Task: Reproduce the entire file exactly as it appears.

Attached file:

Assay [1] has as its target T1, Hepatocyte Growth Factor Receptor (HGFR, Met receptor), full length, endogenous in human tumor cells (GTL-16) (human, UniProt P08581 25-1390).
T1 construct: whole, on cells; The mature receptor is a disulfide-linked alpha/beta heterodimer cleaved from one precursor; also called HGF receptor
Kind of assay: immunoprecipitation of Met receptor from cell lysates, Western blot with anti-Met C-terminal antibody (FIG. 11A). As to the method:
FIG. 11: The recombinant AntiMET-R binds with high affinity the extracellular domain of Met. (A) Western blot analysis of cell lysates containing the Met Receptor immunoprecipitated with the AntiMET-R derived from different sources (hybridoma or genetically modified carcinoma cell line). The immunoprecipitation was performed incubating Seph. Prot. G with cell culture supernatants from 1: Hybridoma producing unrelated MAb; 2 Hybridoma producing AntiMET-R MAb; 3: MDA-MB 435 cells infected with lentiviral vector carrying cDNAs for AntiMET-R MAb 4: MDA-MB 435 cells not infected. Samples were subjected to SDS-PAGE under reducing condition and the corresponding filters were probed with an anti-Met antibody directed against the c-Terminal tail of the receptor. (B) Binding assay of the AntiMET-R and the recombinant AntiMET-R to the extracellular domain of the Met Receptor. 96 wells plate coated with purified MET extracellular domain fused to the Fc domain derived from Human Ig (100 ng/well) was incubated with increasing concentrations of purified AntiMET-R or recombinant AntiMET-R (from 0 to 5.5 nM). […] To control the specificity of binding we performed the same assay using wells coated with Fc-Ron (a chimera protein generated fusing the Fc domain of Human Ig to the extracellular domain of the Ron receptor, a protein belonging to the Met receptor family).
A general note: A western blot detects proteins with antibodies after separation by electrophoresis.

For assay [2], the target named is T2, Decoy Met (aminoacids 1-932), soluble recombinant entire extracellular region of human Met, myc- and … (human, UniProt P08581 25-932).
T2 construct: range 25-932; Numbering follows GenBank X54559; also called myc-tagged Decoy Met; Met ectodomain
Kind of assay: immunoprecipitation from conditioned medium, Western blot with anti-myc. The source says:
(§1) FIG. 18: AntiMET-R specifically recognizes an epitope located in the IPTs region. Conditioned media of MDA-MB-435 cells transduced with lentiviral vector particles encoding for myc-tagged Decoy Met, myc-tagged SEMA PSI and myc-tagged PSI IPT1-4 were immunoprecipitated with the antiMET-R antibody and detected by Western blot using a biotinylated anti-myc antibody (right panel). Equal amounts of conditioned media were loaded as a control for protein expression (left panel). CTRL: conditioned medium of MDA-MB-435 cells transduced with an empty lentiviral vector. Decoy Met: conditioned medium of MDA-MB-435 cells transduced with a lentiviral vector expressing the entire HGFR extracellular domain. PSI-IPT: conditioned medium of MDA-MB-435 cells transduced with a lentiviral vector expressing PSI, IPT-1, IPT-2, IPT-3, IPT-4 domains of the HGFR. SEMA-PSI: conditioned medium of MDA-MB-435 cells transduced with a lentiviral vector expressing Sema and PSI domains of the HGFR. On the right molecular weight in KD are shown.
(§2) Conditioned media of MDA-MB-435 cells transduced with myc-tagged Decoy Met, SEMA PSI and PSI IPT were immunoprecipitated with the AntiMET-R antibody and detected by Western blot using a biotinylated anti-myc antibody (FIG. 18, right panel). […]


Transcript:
Assay [1] has as its target T1, Hepatocyte Growth Factor Receptor (HGFR, Met receptor), full length, endogenous in human tumor cells (GTL-16) (human, UniProt P08581 25-1390).
T1 construct: whole, on cells; The mature receptor is a disulfide-linked alpha/beta heterodimer cleaved from one precursor; also called HGF receptor
Kind of assay: immunoprecipitation of Met receptor from cell lysates, Western blot with anti-Met C-terminal antibody (FIG. 11A). As to the method:
FIG. 11: The recombinant AntiMET-R binds with high affinity the extracellular domain of Met. (A) Western blot analysis of cell lysates containing the Met Receptor immunoprecipitated with the AntiMET-R derived from different sources (hybridoma or genetically modified carcinoma cell line). The immunoprecipitation was performed incubating Seph. Prot. G with cell culture supernatants from 1: Hybridoma producing unrelated MAb; 2 Hybridoma producing AntiMET-R MAb; 3: MDA-MB 435 cells infected with lentiviral vector carrying cDNAs for AntiMET-R MAb 4: MDA-MB 435 cells not infected. Samples were subjected to SDS-PAGE under reducing condition and the corresponding filters were probed with an anti-Met antibody directed against the c-Terminal tail of the receptor. (B) Binding assay of the AntiMET-R and the recombinant AntiMET-R to the extracellular domain of the Met Receptor. 96 wells plate coated with purified MET extracellular domain fused to the Fc domain derived from Human Ig (100 ng/well) was incubated with increasing concentrations of purified AntiMET-R or recombinant AntiMET-R (from 0 to 5.5 nM). […] To control the specificity of binding we performed the same assay using wells coated with Fc-Ron (a chimera protein generated fusing the Fc domain of Human Ig to the extracellular domain of the Ron receptor, a protein belonging to the Met receptor family).
A general note: A western blot detects proteins with antibodies after separation by electrophoresis.

For assay [2], the target named is T2, Decoy Met (aminoacids 1-932), soluble recombinant entire extracellular region of human Met, myc- and … (human, UniProt P08581 25-932).
T2 construct: range 25-932; Numbering follows GenBank X54559; also called myc-tagged Decoy Met; Met ectodomain
Kind of assay: immunoprecipitation from conditioned medium, Western blot with anti-myc. The source says:
(§1) FIG. 18: AntiMET-R specifically recognizes an epitope located in the IPTs region. Conditioned media of MDA-MB-435 cells transduced with lentiviral vector particles encoding for myc-tagged Decoy Met, myc-tagged SEMA PSI and myc-tagged PSI IPT1-4 were immunoprecipitated with the antiMET-R antibody and detected by Western blot using a biotinylated anti-myc antibody (right panel). Equal amounts of conditioned media were loaded as a control for protein expression (left panel). CTRL: conditioned medium of MDA-MB-435 cells transduced with an empty lentiviral vector. Decoy Met: conditioned medium of MDA-MB-435 cells transduced with a lentiviral vector expressing the entire HGFR extracellular domain. PSI-IPT: conditioned medium of MDA-MB-435 cells transduced with a lentiviral vector expressing PSI, IPT-1, IPT-2, IPT-3, IPT-4 domains of the HGFR. SEMA-PSI: conditioned medium of MDA-MB-435 cells transduced with a lentiviral vector expressing Sema and PSI domains of the HGFR. On the right molecular weight in KD are shown.
(§2) Conditioned media of MDA-MB-435 cells transduced with myc-tagged Decoy Met, SEMA PSI and PSI IPT were immunoprecipitated with the AntiMET-R antibody and detected by Western blot using a biotinylated anti-myc antibody (FIG. 18, right panel). […]